Want to learn how to draw a giraffe but don't know how?
Follow this simple four step tutorial and you'll be drawing this African skyscraper in no time...
Learning how to draw this African skyscraper isn't difficult if you follow the simple four step procedure below.
All we're doing is using several basic shapes to draw animals to provide the rough outline.
This gets your proportions right from the outset, so when you come to draw in the more accurate, detailed lines, it's much more straight-forward.
Remember, drawing shouldn't be hard work. Never miss a chance to simplify what your trying to achieve. In art, this usually makes for a better end product anyway.
As with other 'how to draw' tutorials, I've overlaid the giraffe photo with some simple shapes.
You can see that just a few oblongs, triangles and a couple of small ovals is all that's needed here.
You can use other shapes - maybe a large oval for the body and a long, thin triangle for the neck.
Or even a long, narrow oval, if that's how you see it.
It doesn't matter.
It's what shapes that naturally occur to you that you use.
You figure out how to draw a giraffe using whatever shapes you 'see' in your mind.
As long as they work for you, that's all that's important. I've suggested these shapes to help you get started.
Now I've removed the photo to leave just the basic shapes in red.
See how even though the shapes are very 'blocky', they actually convey quite convincingly the proportions of a full grown giraffe.
I've done these lines in a bright red so you can see them easily on screen.
However, I want you to draw your guidelines very lightly in pencil.
This is so that you'll be able to erase them easily after you've produced your finished drawing.
For the same reason, you should initially do your final drawing quite lightly.
Once you're happy with it, you can go over it with a stronger line - or try using ink, as I do.
Now, once you start adding in the 'rounder', realistic lines of the giraffe in the next section below, you'll be much more confident of keeping them accurate.
Remember, if you can keep your lines light at this stage, then if you get them wrong you can easily erase them and keep trying till you get it right.
Here, I've started to ink in the final outline. The guidelines have been lightened in strength to a pale pink so you can see the 'proper' lines a bit easier.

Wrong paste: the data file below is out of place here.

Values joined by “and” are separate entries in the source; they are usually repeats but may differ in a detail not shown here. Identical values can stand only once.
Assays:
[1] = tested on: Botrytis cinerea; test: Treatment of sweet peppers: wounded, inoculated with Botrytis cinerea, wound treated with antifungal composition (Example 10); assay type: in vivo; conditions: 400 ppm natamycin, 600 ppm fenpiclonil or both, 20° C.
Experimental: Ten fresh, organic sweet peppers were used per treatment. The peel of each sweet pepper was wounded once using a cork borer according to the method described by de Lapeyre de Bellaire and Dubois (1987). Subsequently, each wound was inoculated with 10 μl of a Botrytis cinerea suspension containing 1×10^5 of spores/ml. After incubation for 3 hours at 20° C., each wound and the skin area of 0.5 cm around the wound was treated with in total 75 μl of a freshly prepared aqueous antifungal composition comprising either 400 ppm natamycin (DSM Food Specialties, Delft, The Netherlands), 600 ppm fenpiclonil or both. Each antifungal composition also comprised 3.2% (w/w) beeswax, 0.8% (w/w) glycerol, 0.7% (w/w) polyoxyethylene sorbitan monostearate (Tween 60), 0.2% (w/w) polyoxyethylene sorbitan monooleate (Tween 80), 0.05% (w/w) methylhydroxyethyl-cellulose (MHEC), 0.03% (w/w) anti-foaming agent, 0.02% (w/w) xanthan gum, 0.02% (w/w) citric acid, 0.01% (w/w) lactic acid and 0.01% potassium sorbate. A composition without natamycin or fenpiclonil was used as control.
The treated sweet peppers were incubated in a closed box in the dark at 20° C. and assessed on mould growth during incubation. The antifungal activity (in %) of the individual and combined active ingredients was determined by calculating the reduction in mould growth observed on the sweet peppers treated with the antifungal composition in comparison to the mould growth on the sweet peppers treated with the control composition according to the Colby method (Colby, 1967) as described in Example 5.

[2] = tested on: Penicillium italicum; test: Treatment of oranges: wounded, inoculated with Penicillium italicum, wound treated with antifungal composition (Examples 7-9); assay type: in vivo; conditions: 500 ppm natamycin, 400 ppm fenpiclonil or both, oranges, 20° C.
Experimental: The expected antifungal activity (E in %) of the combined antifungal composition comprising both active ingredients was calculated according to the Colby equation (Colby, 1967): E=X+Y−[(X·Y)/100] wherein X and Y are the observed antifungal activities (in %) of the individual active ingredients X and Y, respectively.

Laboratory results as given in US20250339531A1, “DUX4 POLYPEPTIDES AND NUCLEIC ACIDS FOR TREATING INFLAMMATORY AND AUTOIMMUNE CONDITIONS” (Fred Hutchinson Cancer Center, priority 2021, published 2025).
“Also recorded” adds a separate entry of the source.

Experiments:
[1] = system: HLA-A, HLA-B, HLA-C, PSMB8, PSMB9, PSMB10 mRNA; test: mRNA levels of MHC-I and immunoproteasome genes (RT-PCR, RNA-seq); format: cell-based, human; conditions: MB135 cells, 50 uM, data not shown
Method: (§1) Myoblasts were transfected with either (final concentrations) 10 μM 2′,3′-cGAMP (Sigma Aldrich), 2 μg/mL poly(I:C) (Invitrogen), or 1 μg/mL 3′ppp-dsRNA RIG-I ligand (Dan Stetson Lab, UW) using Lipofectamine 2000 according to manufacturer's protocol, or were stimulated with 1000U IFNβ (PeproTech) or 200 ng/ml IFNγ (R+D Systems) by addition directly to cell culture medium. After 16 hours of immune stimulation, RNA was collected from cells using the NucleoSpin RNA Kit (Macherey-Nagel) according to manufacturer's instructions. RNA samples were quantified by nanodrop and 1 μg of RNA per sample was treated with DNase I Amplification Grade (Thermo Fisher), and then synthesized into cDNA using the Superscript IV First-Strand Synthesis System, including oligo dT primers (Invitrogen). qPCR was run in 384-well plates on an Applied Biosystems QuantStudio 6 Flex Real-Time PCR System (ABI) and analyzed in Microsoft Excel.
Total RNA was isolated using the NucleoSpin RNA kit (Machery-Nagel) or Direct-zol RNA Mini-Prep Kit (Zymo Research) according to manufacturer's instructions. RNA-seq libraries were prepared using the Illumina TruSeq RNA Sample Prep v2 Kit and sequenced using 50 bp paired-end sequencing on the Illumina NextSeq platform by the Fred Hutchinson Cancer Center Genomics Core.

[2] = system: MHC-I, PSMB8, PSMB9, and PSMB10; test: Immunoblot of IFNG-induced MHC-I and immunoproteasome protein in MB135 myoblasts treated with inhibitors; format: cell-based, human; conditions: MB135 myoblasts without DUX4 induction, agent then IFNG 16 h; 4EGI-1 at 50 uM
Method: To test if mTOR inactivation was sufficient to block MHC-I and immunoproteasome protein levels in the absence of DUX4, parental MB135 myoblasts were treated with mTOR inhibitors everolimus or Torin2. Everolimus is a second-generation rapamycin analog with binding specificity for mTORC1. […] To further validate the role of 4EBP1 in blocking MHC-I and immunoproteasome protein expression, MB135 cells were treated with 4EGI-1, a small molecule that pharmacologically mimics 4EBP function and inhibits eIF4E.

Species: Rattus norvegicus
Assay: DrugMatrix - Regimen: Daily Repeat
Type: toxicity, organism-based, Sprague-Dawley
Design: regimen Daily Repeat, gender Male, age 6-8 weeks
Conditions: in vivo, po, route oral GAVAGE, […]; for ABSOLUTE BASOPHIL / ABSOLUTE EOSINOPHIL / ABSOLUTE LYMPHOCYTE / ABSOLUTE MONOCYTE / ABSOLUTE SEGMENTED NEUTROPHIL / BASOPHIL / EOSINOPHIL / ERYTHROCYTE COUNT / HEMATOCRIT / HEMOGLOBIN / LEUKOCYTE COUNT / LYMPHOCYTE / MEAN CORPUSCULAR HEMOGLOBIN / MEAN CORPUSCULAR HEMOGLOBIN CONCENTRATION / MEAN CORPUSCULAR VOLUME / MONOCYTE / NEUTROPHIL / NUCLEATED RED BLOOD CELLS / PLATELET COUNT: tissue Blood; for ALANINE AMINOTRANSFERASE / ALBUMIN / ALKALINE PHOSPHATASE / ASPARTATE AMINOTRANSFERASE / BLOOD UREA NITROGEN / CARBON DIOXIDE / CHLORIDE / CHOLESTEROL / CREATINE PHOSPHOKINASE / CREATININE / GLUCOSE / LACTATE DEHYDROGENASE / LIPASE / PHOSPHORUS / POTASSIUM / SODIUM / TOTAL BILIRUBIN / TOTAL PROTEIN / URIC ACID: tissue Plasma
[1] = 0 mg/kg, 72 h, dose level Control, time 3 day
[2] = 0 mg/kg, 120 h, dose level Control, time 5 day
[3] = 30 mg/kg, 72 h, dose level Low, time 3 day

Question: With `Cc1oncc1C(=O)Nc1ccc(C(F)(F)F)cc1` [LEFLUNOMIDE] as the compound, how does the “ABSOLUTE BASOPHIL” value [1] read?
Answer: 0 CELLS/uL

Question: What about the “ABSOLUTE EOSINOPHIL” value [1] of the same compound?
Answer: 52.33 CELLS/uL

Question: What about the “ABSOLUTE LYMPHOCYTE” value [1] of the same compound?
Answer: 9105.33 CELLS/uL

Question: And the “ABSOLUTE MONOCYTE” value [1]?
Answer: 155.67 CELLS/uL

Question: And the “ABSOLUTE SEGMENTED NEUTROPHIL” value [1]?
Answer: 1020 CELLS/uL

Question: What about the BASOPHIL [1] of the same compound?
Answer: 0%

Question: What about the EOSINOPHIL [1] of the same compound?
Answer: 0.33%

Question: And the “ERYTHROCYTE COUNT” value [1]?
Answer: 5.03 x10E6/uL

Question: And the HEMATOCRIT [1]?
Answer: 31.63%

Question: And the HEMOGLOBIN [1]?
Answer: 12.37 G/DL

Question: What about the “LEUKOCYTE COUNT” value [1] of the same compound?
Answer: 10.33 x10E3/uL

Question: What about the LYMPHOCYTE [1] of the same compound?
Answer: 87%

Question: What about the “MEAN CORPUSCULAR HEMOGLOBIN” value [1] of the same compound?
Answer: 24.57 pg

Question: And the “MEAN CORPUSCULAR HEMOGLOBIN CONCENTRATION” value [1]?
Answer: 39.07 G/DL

Notice the giraffe's distinctive head. But remember to keep things simple.
What may look like complex shapes for the feet are little more than triangles.
Similarly, the eyes are no more than a rounded 'v' shape. I haven't yet tried to add the patterns of the giraffe, which as you can see, are quite distinctive.
That's in the next section.
For now, just concentrate on completing your realistic outline. Remember, keep your lines light so it's easy to erase them and re-draw if necessary.
In this 'how to draw a giraffe' article, I've simplified things by just drawing outlines of the pattern and shaded each of the shapes at the end.
There's also an alternative way to put in these shapes which I've mentioned further on.
Notice how the patterns are smaller and less concentrated underneath the giraffe and on the legs.
In fact the lower legs are completely white from the knees down.
I've added an extra sketch here to highlight these very distinctive pattern markings on the animal.
When working out how to draw a giraffe's particular markings, take a look at the photo at the top of the page.
Better still, look at a selection of photos of several different giraffes.
You'll start to get a feel for how the markings vary, even though at first they all appear to be identical.
See how those on our model appear to have almost been applied with a rubber stamp, they're that precise.
I've also sketched the tail the same size and in a similar position to what appears on the main photo. However, I'm going to adjust that because I don't think it stands out enough and it looks like it's been chopped off.
Human beings will accept this sort of thing in a photograph, but they will be critical of a drawing like this - "Oh look, the artist's forgotten to put his tail in! Poor Giraffe..."
In the final sketch, you can see we've now completed the drawing and hatched in the patterns and shadows. As I've just mentioned, I've also redrawn the tail, making it longer and a little further away from the body. I've also made the horns very slightly more prominent than in the photo.
This is where you should always adjust what's in a photo to improve your own composition, rather than copying it slavishly.
Thus, as you learn how to draw a giraffe, you're using it as a useful reference tool but bringing your own individual interpretation to your picture.
Now back to the body markings for a moment.
If you're feeling really confident, instead of drawing random shapes on the giraffe's body and then shading them, you could try lightly shading the whole of the giraffe (when you've completed the final outline).
Then create the white lines with a putty eraser pulled to a point.
This will give a softer, more natural effect. Try a small section on some scrap paper first.
Finally, I've added a tree in the background and some long grasses.
This places the giraffe in its natural habitat and the tree helps to emphasise the height of our long-legged friend. Always try to include a background detail like this.
It helps the viewer to understand the scale of your subject in the context of its surroundings.
So there we are. 'How to draw a giraffe' in four small steps - well to be precise, fairly large ones with legs like his!
I hope you found this 'How to Draw a Giraffe' article helpful.